“I think [the Active Transportation Program] had more to do with moving people out of automobiles and onto bikes and things where you create less greenhouse gas and the emissions, but when you’ve got the other two lanes and people are sitting in their cars, running, you have the same problem,” she said.
The transportation site’s Melany Curry had this to say in response.
And a lot more.
This actual data is in sharp contrast with the kind of fearmongering promulgated by groups like Keep L.A. Moving and Keep Pasadena Moving, whose anti-bike advocacy has prevented safety measures in those cities, and resulted in the removal of a road diet in Playa Del Rey before data could even be collected. Those fears are also fed by awful click-bait headlines like the one on the recent story in the S.F. Chronicle blaming bike lanes — very wrongly — for congestion on the Richmond San Rafael Bridge.
Sure, it’s possible for a poorly designed road diet to increase congestion. But that’s not what happens, for the most part. And Senator Bates’ repeating the idea that they do is unhelpful, at best.
And blaming bike lanes for vehicle emissions is just gaslighting. Senator Bates is not alone in doing this, and she needs to stop. And she also needs to stop pushing that as a reason for the state to stop funding active transportation projects.
Seriously, give it a read.
Because we have to know who and what we’re up against out there.
And how to respond to made-up facts with real ones.
This is who we share the roads with. And the airspace, apparently.
It may not be romantic, but chances are, you’ll still love killing a little time this foggy downhill run.
Crosstown LA at USC crunched the numbers, and came up with a list of the most dangerous intersections in Los Angeles; surprisingly, all but three are in the San Fernando Valley, with the others in South LA. Hint: You might want to avoid Sepulveda and Sherman Way.
Curbed looks at CD14 Councilmember Jose Huizar’s proposal to permanently prohibit cars from a 1.5-mile stretch of historic Broadway in DTLA.
Active SGV will host their first Emerald Necklace Bike Train of 2020 this Sunday.
The Santa Monica City Council voted to approve the bike and pedestrian friendly makeover of deadly Wilshire Blvd.
You can stop waiting for the other shoe to drop, as CiclaValley’s Zachary Rynew unveils his Karate Kid custom hand-painted bike shoe; he showed off the other one earlier this week.
New polls show San Diego residents want parking more than bike lanes, and stricter regulations on e-scooters — even though the current regs have already chased some providers out of town.
An 11-year old Ventura boy was seriously injured when he was hit by a driver while riding his bike on a private roadway in a condo complex; needless to say, the driver played the Universal Get Out of Jail Free card, claiming he just didn’t see the kid.
UC Santa Barbara’s HOPR bikeshare will be hopping off campus this spring.
The garlic capital of the world considers establishing bicycle parking minimums for apartments and commercial buildings, including both long and short term bike parking.
A Modesto paper welcomes a road diet and protected bikeway, as long as it’s accompanied by affordable housing.
A debunking website says yes, Amazon’s first CFO really was killed by one of the company’s own delivery subcontractors while riding her bike in San Jose.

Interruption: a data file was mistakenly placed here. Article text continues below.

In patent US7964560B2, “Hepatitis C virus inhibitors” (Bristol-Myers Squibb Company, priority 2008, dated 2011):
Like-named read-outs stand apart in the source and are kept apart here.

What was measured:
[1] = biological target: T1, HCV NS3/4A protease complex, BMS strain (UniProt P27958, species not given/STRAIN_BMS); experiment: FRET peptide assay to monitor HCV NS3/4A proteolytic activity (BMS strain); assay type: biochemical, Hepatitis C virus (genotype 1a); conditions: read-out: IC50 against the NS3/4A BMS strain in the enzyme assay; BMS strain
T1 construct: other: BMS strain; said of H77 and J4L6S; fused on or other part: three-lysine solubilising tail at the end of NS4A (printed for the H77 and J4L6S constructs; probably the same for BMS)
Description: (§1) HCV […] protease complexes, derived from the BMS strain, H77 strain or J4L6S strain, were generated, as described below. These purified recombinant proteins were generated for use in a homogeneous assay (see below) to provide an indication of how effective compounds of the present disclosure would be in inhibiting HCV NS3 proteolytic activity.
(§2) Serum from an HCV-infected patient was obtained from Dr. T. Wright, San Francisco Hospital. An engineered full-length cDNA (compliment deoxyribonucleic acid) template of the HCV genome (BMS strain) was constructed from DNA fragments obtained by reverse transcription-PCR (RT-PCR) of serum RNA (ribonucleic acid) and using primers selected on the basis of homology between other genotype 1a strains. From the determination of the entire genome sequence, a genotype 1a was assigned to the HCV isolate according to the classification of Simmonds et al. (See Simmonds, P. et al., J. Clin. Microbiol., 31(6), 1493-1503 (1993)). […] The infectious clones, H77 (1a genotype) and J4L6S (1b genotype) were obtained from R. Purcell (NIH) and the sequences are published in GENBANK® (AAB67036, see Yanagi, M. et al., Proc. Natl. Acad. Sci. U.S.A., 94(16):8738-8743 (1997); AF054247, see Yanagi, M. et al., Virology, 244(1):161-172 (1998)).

San Francisco’s shortest protected bike lane could be here to stay — assuming all goes well at a hearing next week, after it was already ripped out once.
Streetsblog says don’t hold your breath waiting for a Democratic presidential candidate who’s committed to breaking car culture.
Writing for Bicycling, a woman describes how her fellow mountain bike coaches got her through the darkest days of her divorce.
It’s 44 days into Oregon’s new Idaho Stop Law, and the sky hasn’t fallen.
There’s a special place in hell for the bike thief who stole a beautiful, $4,000 custom-made low rider bike from an Arizona barbershop.
Colorado Public Radio offers tips on how to keep riding in the snow. Which is not a problem you’re likely to encounter on International Winter Bike to Work Day here in Los Angeles.
A Michigan School got a visit from professional mountain biker Jeff Lenosky, and every 1st and 2nd grader got a new bike and helmet, thanks to Lenosky and a local nonprofit.
Over 2,000 safety-minded people signed a petition calling for protected bike lanes downtown Nashville TN.
A Boston TV station comes to the rescue of a college student, who got stuck with a $1275 bill when she was unable to dock a bikeshare bike after a $2.50 ride.
Singer and rapper Ray J discusses his Scoot e-bike/scooters on a Gotham morning talk show.
A red light-running London driver has been convicted in the hit-and-run death of a bike rider, who slipped away after 18 months in a coma; his father, cousin and younger brother were convicted of helping him coverup the crime.
The driver of a commercial skip loader got a well-deserved three and a half years for killing a bike rider while high on coke and cannabis.
A British woman refused to accept the diagnosis when doctors told her she’d never ride a bike again following brain surgery; now she rides a bike, runs, climbs mountains and jumps out of perfectly good airplanes.
A woman in the UK is furious after thieves stole her $1,000 bike, then came back to take her hot tub, too.
Forget CicLAvia. Paris will now ban cars from four arrondissements — aka districts — on the first Sunday of every month, opening the streets to the people.
German bicycle and trucking associations say the country has to do more to improve safety for bicyclists, with over 400 people dying while riding their bikes in Germany every year.
The hit-and-run epidemic has spread to Oman, where a driver was busted for fleeing the scene after running over a bicyclist; no word on the condition of the victim.